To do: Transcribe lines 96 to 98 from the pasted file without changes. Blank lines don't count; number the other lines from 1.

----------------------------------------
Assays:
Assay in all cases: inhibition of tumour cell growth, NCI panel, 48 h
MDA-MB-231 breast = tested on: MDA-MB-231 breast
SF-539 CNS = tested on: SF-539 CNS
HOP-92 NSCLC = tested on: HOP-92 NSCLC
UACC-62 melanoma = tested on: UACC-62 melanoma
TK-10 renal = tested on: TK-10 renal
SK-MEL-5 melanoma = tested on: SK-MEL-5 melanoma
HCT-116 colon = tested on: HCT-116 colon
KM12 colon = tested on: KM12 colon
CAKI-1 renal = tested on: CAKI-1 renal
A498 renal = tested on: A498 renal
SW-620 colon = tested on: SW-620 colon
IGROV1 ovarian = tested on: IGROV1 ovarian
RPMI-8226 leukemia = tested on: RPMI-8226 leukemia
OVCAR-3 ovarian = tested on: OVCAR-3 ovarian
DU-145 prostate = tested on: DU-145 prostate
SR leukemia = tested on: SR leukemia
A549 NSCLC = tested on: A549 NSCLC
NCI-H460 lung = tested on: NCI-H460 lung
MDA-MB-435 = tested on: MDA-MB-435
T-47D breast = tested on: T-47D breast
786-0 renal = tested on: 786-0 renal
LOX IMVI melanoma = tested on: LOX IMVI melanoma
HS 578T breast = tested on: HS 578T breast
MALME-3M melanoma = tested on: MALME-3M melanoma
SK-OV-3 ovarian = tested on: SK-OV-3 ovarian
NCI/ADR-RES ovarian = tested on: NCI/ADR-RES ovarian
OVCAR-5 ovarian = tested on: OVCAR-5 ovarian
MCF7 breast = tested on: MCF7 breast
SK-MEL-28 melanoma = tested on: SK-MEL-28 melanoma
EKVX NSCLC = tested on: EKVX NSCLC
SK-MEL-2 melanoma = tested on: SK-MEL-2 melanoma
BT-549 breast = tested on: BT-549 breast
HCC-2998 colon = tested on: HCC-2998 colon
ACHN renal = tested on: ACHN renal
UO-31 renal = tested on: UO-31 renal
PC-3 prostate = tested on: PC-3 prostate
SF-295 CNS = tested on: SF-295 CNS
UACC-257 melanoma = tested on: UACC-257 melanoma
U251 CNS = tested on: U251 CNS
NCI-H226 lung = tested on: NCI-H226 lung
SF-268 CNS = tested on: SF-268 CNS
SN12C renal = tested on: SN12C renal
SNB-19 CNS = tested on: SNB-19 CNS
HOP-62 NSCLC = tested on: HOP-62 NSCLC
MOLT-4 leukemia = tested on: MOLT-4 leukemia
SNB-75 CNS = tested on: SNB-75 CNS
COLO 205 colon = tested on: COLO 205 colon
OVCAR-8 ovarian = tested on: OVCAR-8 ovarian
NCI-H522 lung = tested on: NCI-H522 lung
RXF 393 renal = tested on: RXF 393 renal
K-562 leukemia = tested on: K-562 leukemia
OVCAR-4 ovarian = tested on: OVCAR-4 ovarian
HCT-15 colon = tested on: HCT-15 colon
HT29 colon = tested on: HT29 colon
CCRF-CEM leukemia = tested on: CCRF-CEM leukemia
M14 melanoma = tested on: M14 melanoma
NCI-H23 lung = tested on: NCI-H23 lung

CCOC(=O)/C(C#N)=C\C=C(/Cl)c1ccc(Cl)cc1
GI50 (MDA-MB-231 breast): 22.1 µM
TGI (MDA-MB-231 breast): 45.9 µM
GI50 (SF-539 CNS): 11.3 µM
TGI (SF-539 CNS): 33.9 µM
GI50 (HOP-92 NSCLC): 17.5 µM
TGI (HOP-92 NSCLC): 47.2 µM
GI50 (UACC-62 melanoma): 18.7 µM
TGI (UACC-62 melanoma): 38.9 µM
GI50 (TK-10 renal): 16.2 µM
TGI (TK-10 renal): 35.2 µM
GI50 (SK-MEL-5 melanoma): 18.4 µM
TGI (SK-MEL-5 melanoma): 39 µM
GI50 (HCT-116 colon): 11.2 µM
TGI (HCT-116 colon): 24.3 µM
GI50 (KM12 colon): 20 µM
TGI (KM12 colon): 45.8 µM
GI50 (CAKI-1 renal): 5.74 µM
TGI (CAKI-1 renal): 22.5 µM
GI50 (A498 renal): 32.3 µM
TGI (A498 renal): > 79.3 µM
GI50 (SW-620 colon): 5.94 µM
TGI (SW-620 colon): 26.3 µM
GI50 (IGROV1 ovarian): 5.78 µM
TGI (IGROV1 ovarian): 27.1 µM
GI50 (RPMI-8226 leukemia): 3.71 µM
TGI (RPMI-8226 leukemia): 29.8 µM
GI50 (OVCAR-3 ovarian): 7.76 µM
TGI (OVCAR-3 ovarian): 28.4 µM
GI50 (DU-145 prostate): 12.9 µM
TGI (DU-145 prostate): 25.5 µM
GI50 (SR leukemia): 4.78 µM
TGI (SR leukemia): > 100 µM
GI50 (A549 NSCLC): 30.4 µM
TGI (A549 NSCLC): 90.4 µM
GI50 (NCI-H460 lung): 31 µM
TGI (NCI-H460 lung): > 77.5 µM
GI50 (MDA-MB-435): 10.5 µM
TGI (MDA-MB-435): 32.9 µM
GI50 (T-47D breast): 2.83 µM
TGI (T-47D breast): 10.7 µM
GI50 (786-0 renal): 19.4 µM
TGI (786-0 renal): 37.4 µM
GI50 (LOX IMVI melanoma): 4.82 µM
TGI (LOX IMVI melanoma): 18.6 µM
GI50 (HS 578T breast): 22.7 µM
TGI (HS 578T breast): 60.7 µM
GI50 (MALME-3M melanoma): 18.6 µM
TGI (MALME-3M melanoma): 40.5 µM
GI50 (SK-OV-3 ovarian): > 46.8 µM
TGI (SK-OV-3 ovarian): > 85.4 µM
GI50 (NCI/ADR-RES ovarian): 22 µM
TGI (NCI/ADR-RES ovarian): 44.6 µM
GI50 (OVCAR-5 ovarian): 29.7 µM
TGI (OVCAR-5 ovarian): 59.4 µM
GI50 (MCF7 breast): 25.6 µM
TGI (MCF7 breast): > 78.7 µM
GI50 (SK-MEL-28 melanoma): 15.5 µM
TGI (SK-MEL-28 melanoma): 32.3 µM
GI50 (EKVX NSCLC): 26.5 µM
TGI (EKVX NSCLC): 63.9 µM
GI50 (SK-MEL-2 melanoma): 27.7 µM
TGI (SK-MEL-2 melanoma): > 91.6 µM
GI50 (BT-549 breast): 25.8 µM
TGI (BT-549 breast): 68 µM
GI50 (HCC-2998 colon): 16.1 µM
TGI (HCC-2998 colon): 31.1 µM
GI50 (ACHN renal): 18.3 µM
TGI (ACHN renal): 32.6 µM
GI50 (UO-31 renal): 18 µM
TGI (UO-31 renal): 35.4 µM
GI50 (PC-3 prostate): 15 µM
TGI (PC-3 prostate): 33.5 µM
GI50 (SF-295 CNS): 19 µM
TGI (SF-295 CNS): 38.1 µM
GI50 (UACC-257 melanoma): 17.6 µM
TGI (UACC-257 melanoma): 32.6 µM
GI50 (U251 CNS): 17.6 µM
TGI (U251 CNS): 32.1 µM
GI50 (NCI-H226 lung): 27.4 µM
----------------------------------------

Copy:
TGI (NCI-H460 lung): > 77.5 µM
GI50 (MDA-MB-435): 10.5 µM
TGI (MDA-MB-435): 32.9 µM